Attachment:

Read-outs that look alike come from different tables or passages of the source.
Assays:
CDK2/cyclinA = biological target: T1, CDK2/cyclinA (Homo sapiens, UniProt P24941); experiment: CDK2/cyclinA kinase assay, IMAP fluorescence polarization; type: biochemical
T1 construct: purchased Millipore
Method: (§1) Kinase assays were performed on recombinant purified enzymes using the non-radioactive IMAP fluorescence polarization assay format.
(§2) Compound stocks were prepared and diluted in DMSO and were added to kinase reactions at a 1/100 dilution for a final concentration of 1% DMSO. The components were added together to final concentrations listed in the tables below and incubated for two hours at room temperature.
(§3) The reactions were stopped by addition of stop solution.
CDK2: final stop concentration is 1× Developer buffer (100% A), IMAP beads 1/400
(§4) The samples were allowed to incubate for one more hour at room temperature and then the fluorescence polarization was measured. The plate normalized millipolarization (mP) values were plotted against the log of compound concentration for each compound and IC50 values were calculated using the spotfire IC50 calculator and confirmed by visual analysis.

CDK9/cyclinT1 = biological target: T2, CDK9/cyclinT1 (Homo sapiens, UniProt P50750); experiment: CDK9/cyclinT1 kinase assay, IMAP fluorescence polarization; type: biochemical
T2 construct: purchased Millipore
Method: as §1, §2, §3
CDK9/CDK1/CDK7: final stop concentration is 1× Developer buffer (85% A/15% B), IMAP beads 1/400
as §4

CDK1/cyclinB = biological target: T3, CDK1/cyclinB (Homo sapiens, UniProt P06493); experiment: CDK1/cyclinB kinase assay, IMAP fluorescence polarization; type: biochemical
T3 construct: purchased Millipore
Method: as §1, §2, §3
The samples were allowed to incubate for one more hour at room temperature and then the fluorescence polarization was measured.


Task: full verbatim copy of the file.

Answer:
Read-outs that look alike come from different tables or passages of the source.
Assays:
CDK2/cyclinA = biological target: T1, CDK2/cyclinA (Homo sapiens, UniProt P24941); experiment: CDK2/cyclinA kinase assay, IMAP fluorescence polarization; type: biochemical
T1 construct: purchased Millipore
Method: (§1) Kinase assays were performed on recombinant purified enzymes using the non-radioactive IMAP fluorescence polarization assay format.
(§2) Compound stocks were prepared and diluted in DMSO and were added to kinase reactions at a 1/100 dilution for a final concentration of 1% DMSO. The components were added together to final concentrations listed in the tables below and incubated for two hours at room temperature.
(§3) The reactions were stopped by addition of stop solution.
CDK2: final stop concentration is 1× Developer buffer (100% A), IMAP beads 1/400
(§4) The samples were allowed to incubate for one more hour at room temperature and then the fluorescence polarization was measured. The plate normalized millipolarization (mP) values were plotted against the log of compound concentration for each compound and IC50 values were calculated using the spotfire IC50 calculator and confirmed by visual analysis.

CDK9/cyclinT1 = biological target: T2, CDK9/cyclinT1 (Homo sapiens, UniProt P50750); experiment: CDK9/cyclinT1 kinase assay, IMAP fluorescence polarization; type: biochemical
T2 construct: purchased Millipore
Method: as §1, §2, §3
CDK9/CDK1/CDK7: final stop concentration is 1× Developer buffer (85% A/15% B), IMAP beads 1/400
as §4

CDK1/cyclinB = biological target: T3, CDK1/cyclinB (Homo sapiens, UniProt P06493); experiment: CDK1/cyclinB kinase assay, IMAP fluorescence polarization; type: biochemical
T3 construct: purchased Millipore
Method: as §1, §2, §3
The samples were allowed to incubate for one more hour at room temperature and then the fluorescence polarization was measured.